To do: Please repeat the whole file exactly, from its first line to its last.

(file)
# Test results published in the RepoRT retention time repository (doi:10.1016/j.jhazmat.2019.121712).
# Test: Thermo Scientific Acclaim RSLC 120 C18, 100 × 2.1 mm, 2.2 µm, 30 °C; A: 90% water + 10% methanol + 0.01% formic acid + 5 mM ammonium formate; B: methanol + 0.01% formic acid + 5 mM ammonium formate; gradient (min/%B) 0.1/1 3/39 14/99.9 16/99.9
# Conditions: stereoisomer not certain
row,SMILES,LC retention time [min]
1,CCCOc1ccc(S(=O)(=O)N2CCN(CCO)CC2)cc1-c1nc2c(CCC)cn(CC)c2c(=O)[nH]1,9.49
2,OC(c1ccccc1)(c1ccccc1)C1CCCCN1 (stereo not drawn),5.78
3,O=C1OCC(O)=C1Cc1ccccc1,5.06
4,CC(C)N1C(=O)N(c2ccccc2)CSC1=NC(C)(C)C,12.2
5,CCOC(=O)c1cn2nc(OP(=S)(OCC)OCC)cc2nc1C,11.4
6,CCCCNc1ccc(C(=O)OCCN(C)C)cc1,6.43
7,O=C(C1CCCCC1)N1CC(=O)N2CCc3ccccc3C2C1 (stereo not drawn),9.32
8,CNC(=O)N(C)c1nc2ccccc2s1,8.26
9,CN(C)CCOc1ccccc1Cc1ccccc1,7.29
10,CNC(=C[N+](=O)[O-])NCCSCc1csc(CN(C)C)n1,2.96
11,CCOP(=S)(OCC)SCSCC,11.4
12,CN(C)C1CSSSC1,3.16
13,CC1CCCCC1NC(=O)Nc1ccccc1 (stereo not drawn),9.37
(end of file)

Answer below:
# Test results published in the RepoRT retention time repository (doi:10.1016/j.jhazmat.2019.121712).
# Test: Thermo Scientific Acclaim RSLC 120 C18, 100 × 2.1 mm, 2.2 µm, 30 °C; A: 90% water + 10% methanol + 0.01% formic acid + 5 mM ammonium formate; B: methanol + 0.01% formic acid + 5 mM ammonium formate; gradient (min/%B) 0.1/1 3/39 14/99.9 16/99.9
# Conditions: stereoisomer not certain
row,SMILES,LC retention time [min]
1,CCCOc1ccc(S(=O)(=O)N2CCN(CCO)CC2)cc1-c1nc2c(CCC)cn(CC)c2c(=O)[nH]1,9.49
2,OC(c1ccccc1)(c1ccccc1)C1CCCCN1 (stereo not drawn),5.78
3,O=C1OCC(O)=C1Cc1ccccc1,5.06
4,CC(C)N1C(=O)N(c2ccccc2)CSC1=NC(C)(C)C,12.2
5,CCOC(=O)c1cn2nc(OP(=S)(OCC)OCC)cc2nc1C,11.4
6,CCCCNc1ccc(C(=O)OCCN(C)C)cc1,6.43
7,O=C(C1CCCCC1)N1CC(=O)N2CCc3ccccc3C2C1 (stereo not drawn),9.32
8,CNC(=O)N(C)c1nc2ccccc2s1,8.26
9,CN(C)CCOc1ccccc1Cc1ccccc1,7.29
10,CNC(=C[N+](=O)[O-])NCCSCc1csc(CN(C)C)n1,2.96
11,CCOP(=S)(OCC)SCSCC,11.4
12,CN(C)C1CSSSC1,3.16
13,CC1CCCCC1NC(=O)Nc1ccccc1 (stereo not drawn),9.37